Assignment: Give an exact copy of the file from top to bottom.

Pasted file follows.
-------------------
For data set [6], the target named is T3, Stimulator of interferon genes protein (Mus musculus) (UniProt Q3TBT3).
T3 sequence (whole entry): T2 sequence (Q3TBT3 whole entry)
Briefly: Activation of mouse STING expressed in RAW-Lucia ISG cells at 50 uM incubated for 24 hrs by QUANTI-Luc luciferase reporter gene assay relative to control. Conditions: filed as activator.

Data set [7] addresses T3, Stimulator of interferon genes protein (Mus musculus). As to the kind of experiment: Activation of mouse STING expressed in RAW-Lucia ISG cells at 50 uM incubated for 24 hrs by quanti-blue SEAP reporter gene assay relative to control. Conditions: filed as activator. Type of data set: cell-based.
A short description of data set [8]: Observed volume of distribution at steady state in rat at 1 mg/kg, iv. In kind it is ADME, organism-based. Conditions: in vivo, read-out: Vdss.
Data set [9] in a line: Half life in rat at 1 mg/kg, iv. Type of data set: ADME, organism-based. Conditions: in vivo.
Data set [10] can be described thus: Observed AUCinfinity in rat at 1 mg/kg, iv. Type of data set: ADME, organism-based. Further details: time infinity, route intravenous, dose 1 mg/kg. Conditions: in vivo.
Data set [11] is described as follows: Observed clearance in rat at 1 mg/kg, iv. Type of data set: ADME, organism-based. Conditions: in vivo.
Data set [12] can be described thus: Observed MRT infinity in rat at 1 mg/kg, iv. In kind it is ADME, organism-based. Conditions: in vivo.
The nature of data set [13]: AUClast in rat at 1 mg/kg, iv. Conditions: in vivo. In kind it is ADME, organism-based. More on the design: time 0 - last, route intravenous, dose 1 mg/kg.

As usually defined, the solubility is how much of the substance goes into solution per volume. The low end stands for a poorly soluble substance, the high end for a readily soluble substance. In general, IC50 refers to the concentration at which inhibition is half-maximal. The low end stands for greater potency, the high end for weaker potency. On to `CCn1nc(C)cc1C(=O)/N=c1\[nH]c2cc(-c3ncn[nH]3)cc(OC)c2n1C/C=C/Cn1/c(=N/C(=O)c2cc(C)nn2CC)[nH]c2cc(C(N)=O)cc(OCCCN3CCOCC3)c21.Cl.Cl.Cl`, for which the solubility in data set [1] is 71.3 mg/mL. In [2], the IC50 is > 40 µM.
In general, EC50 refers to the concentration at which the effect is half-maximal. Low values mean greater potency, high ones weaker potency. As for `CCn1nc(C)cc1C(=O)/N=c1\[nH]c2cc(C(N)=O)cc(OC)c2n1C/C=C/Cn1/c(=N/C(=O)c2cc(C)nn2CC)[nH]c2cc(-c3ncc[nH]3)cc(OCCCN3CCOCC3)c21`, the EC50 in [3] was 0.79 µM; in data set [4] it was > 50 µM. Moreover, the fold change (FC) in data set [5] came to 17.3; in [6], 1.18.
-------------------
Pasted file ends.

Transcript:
For data set [6], the target named is T3, Stimulator of interferon genes protein (Mus musculus) (UniProt Q3TBT3).
T3 sequence (whole entry): T2 sequence (Q3TBT3 whole entry)
Briefly: Activation of mouse STING expressed in RAW-Lucia ISG cells at 50 uM incubated for 24 hrs by QUANTI-Luc luciferase reporter gene assay relative to control. Conditions: filed as activator.

Data set [7] addresses T3, Stimulator of interferon genes protein (Mus musculus). As to the kind of experiment: Activation of mouse STING expressed in RAW-Lucia ISG cells at 50 uM incubated for 24 hrs by quanti-blue SEAP reporter gene assay relative to control. Conditions: filed as activator. Type of data set: cell-based.
A short description of data set [8]: Observed volume of distribution at steady state in rat at 1 mg/kg, iv. In kind it is ADME, organism-based. Conditions: in vivo, read-out: Vdss.
Data set [9] in a line: Half life in rat at 1 mg/kg, iv. Type of data set: ADME, organism-based. Conditions: in vivo.
Data set [10] can be described thus: Observed AUCinfinity in rat at 1 mg/kg, iv. Type of data set: ADME, organism-based. Further details: time infinity, route intravenous, dose 1 mg/kg. Conditions: in vivo.
Data set [11] is described as follows: Observed clearance in rat at 1 mg/kg, iv. Type of data set: ADME, organism-based. Conditions: in vivo.
Data set [12] can be described thus: Observed MRT infinity in rat at 1 mg/kg, iv. In kind it is ADME, organism-based. Conditions: in vivo.
The nature of data set [13]: AUClast in rat at 1 mg/kg, iv. Conditions: in vivo. In kind it is ADME, organism-based. More on the design: time 0 - last, route intravenous, dose 1 mg/kg.

As usually defined, the solubility is how much of the substance goes into solution per volume. The low end stands for a poorly soluble substance, the high end for a readily soluble substance. In general, IC50 refers to the concentration at which inhibition is half-maximal. The low end stands for greater potency, the high end for weaker potency. On to `CCn1nc(C)cc1C(=O)/N=c1\[nH]c2cc(-c3ncn[nH]3)cc(OC)c2n1C/C=C/Cn1/c(=N/C(=O)c2cc(C)nn2CC)[nH]c2cc(C(N)=O)cc(OCCCN3CCOCC3)c21.Cl.Cl.Cl`, for which the solubility in data set [1] is 71.3 mg/mL. In [2], the IC50 is > 40 µM.
In general, EC50 refers to the concentration at which the effect is half-maximal. Low values mean greater potency, high ones weaker potency. As for `CCn1nc(C)cc1C(=O)/N=c1\[nH]c2cc(C(N)=O)cc(OC)c2n1C/C=C/Cn1/c(=N/C(=O)c2cc(C)nn2CC)[nH]c2cc(-c3ncc[nH]3)cc(OCCCN3CCOCC3)c21`, the EC50 in [3] was 0.79 µM; in data set [4] it was > 50 µM. Moreover, the fold change (FC) in data set [5] came to 17.3; in [6], 1.18.